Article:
May 6, 2010. Against a backdrop of a hung UK parliament, the result of an indecisive General Election, and of street riots in Athens, a consequence of the approval of EU-backed austerity measures aimed at preventing Greece’s default on loan payments, a flash crash inexplicably wipes a trillion dollars from stock markets on the other side of the globe.
Flash is a live reenactment of the stock market crash of May 6, 2010 executed 8 years after the original event. In Flash, New York and Chicago Stock Exchange trading data from May 6, 2010, and wireless network data collected 8 years later from the London trading location where the crash originated, are translated into sound by means of custom software.
As events unfolded on May 6, 2010, and for years after, commentators failingly searched for a meaningful narrative. Half a decade later, a trader was arrested in London and extradited to the US to be prosecuted for market manipulation. Trading with software from their home WiFi and PC, the trader was accused of inflating the financial market to profit from its chaos, causing the fastest crash in trading history.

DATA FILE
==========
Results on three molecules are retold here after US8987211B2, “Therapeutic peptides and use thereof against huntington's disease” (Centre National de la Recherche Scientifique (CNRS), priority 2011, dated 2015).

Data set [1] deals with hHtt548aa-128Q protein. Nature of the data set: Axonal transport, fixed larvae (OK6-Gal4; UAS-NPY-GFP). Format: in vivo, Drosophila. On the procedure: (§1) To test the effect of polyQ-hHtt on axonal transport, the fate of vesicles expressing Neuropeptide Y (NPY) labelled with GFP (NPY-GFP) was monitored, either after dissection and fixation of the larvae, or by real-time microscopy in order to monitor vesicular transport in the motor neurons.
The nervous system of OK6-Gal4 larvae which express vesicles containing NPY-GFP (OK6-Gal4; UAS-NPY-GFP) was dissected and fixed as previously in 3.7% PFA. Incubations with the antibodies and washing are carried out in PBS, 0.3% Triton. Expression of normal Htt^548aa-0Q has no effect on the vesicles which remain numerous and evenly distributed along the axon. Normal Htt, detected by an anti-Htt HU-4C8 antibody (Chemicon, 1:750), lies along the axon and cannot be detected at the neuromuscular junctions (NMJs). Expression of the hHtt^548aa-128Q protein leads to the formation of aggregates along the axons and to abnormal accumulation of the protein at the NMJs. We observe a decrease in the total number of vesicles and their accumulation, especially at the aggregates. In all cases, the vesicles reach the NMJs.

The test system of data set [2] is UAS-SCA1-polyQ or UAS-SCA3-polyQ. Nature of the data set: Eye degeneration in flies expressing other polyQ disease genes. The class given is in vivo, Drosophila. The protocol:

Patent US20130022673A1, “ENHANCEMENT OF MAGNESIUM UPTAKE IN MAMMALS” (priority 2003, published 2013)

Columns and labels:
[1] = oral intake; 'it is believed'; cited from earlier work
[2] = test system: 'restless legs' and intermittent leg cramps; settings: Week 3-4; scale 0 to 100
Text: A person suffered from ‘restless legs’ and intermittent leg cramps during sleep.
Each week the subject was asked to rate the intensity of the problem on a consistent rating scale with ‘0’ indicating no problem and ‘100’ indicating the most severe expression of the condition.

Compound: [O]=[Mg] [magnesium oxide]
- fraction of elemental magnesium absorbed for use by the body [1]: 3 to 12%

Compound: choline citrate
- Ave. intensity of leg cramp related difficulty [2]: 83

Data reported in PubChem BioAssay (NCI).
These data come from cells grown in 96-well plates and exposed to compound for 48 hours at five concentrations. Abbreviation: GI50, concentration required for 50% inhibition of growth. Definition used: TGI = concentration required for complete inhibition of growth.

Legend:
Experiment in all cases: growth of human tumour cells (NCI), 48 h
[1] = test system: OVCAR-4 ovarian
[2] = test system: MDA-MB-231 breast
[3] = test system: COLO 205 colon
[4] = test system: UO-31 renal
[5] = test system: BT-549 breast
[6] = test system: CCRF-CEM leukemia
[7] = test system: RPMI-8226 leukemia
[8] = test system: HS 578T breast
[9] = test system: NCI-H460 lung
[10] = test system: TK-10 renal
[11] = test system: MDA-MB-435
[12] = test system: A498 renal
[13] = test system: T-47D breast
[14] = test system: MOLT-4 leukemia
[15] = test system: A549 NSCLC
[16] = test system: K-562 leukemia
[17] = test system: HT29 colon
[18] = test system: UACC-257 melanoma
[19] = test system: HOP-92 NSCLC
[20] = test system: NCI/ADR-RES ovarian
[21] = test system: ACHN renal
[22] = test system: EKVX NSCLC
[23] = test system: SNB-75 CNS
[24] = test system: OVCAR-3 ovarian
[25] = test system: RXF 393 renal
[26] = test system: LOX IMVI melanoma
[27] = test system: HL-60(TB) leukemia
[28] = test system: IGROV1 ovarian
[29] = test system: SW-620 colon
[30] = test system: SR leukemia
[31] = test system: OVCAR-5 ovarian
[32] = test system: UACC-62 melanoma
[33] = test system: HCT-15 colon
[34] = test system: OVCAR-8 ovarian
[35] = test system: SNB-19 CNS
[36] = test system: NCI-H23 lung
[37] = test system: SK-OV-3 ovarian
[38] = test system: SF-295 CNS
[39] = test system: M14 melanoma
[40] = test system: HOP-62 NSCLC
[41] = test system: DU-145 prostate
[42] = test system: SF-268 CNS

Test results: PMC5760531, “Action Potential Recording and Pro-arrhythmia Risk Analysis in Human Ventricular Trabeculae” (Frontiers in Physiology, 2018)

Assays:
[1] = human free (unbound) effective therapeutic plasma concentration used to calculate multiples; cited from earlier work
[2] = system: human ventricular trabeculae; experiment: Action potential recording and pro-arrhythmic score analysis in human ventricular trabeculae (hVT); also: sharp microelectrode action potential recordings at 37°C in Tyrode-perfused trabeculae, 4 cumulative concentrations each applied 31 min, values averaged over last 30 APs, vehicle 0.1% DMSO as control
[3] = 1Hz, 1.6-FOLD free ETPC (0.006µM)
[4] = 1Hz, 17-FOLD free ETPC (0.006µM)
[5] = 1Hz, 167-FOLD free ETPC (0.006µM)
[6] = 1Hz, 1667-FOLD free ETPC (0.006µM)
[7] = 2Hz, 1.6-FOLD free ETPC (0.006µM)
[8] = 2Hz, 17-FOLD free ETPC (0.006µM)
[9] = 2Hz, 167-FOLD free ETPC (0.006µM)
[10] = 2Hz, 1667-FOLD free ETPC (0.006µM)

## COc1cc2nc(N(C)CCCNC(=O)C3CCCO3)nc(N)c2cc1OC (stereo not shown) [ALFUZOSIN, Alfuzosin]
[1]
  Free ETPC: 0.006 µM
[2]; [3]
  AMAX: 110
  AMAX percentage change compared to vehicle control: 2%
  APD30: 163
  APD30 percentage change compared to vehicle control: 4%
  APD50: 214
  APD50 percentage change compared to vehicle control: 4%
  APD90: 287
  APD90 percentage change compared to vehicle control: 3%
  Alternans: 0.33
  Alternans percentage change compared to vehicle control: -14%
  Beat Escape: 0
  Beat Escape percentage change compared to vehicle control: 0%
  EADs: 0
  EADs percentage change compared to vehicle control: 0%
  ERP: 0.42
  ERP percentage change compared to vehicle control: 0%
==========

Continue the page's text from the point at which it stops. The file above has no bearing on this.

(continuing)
The trader capitalised on the echo and volatility of a market rich with the noise of global events, dominated by algorithms and imbued with confirmation bias. The trader used a customised piece of trading software, hacked to enable a trading tactic known as spoofing: the altering of the perceived supply-and-demand of a commodity on the stock market, thus affecting its perceived value.
The software quickly placed, modified and cancelled thousands of sell and buy orders on a commodity. As the algorithms of institutional investors responded to the artificial demand for the commodity by altering their own offering, its price changed rapidly. The software would then execute a portion of those original orders at an earlier, advantageous price, and cancel the rest. Given the interconnected nature of commodities traded on the global financial system and the recursive algorithmic trading activity triggered by the hacked software, the financial market overloaded, crashed and re-booted in a few minutes, loosing a trillion dollars in the process.